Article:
Going to a workplace inevitably means coming into close contact with others. This puts employees who need to come to work at much greater risk of spreading COVID-19. To keep employees safe, the Centers for Disease Control (CDC) recommends that companies perform daily health checks. Companies are embracing this advice and rolling out health screening for their employees, students, and external guests. In the past three months, over 2,000 companies—including Clorox, Lululemon, and Buzzfeed—used Envoy Protect to screen 500,000 employees for COVID-19. We analyzed thousands of health screening questionnaires that companies created with Protect. Through that analysis, we identified four essential screening questions that companies need to ask. We’ll discuss why these questions are necessary to both comply with regulations and keep employees healthy and safe.
1. In the past two weeks, have you had any COVID-19 symptoms?
The question that appeared most in the thousands of questionnaires we analyzed asked if the employee or visitor has COVID-19 symptoms. The CDC has four criteria they recommend using to determine if an employee should enter the workplace. Two of the criteria are related to COVID-19 symptoms. To quote from the CDC website:Consider encouraging individuals planning to enter the workplace to self-screen before coming onsite and not to attempt to enter the workplace if any of the following are present:
- Symptoms of COVID-19
- Fever equal to or higher than 100.4oF
- Are under evaluation for COVID-19 (for example, waiting for the results of a viral test to confirm infection)
- Have been diagnosed with COVID-19 and not yet cleared to discontinue isolation
Normally, asking an employee if they have certain symptoms would put a company in violation of the Americans with Disabilities Act (ADA). However, the ADA states that “During a pandemic, ADA-covered employers may ask such employees if they are experiencing symptoms of the pandemic virus.”Because many of these symptoms could be due to causes like allergies, you may also want to ask “Are your symptoms explained and related to any known condition you currently have that is not infectious?” This will help you determine whether the person is truly sick and if it’s safe for them to come on-site.Based on how much risk a workplace is comfortable taking on, we see companies phrase and act on responses to this question in two different ways:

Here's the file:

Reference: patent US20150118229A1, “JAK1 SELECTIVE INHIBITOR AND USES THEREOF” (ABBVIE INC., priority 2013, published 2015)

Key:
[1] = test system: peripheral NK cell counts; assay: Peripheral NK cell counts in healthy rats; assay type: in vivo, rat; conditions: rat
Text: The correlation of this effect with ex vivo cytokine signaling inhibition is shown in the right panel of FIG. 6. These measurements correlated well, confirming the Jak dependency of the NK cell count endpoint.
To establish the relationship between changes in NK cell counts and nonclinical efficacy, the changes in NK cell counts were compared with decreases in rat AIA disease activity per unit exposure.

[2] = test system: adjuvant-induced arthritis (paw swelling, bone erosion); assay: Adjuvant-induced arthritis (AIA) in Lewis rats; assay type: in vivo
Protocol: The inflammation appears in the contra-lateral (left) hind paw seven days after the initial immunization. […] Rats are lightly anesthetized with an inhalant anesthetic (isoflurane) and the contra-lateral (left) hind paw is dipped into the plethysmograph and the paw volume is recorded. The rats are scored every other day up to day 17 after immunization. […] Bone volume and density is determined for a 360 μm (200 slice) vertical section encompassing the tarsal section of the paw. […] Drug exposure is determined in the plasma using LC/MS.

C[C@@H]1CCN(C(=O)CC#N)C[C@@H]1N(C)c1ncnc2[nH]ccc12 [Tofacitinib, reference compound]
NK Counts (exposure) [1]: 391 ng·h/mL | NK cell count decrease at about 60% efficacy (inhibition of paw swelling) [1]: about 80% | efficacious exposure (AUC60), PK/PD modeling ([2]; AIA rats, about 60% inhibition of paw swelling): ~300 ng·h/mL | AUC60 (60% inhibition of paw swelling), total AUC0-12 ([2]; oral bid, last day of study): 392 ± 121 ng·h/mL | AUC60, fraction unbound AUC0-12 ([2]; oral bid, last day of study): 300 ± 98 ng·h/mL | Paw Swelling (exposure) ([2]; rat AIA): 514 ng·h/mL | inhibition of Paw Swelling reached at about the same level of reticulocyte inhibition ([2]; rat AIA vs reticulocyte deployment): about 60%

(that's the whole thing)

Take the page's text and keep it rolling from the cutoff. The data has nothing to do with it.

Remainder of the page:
- Ask employees if they have experienced any symptom recently. If they answer “Yes,” ask them to stay home that day. This limits your risk, but also may mean some healthy employees can’t work that day.
- Ask employees to select each symptom they’ve experienced recently. If they select multiple symptoms or symptoms highly indicative of COVID, direct them to stay home that day. However, if an employee selects only one symptom that’s less indicative of COVID, allow the employee to come in. This opens you up to more risk, but also ensures more of your healthy employees are able to come in.